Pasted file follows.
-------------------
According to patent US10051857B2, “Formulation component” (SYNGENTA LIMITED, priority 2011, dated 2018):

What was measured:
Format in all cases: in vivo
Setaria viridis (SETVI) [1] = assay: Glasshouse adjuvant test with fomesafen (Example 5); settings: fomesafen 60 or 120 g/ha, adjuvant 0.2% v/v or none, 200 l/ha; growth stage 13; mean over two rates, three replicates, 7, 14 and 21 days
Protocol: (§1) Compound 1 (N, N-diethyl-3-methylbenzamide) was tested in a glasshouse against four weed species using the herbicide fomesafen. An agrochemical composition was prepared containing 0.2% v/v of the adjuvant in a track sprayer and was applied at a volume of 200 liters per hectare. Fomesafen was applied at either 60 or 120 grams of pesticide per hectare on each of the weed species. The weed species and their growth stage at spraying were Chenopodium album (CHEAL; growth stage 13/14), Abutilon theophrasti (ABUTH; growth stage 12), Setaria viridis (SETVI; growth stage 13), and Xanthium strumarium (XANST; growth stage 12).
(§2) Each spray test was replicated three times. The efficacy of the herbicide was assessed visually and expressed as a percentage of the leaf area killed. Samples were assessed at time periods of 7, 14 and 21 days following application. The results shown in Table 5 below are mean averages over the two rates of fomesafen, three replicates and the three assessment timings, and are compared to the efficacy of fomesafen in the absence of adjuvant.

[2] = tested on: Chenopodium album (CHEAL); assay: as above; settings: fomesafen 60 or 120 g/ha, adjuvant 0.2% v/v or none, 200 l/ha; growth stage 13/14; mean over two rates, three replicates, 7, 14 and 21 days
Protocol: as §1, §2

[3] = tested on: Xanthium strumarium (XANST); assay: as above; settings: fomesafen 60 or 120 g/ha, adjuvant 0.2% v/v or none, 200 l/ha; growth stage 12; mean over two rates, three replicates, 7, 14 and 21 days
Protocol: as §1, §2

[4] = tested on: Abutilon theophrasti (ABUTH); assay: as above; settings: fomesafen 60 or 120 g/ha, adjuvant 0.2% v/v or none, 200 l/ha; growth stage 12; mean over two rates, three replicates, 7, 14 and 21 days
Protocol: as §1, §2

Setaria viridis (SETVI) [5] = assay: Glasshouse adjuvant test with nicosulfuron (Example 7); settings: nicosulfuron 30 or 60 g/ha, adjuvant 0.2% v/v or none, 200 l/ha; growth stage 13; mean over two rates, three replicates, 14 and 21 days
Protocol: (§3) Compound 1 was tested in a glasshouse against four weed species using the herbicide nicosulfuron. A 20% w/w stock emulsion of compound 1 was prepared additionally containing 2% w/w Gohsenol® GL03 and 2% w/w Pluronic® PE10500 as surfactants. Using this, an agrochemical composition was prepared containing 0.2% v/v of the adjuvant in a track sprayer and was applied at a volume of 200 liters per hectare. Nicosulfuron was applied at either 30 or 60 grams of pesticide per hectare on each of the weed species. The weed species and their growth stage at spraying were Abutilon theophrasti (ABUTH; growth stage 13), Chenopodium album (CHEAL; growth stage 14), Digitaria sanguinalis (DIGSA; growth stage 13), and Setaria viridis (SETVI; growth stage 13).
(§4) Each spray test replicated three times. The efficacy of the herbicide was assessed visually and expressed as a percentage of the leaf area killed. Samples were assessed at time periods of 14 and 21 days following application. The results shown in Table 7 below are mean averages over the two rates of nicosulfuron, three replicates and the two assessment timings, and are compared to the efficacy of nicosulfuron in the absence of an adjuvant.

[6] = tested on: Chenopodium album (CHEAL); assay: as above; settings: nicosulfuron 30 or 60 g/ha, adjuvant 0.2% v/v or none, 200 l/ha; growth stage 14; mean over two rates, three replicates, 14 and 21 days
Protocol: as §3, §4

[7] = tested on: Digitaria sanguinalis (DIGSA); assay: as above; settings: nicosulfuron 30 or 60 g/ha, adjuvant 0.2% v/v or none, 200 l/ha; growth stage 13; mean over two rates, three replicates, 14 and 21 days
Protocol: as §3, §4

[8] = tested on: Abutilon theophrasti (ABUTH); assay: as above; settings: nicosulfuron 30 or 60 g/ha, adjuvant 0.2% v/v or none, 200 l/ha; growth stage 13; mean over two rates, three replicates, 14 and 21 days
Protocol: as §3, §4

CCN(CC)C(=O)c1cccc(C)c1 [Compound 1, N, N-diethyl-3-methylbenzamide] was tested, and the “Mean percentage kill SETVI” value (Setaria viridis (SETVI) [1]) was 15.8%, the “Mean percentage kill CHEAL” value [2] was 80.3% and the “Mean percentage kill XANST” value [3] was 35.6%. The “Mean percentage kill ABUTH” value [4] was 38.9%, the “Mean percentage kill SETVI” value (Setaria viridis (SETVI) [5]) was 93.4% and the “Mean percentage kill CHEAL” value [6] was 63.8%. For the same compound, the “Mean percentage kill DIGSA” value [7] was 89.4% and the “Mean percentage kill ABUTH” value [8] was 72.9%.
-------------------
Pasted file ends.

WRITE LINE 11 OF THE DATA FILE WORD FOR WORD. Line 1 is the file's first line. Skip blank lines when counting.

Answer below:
[4] = tested on: Abutilon theophrasti (ABUTH); assay: as above; settings: fomesafen 60 or 120 g/ha, adjuvant 0.2% v/v or none, 200 l/ha; growth stage 12; mean over two rates, three replicates, 7, 14 and 21 days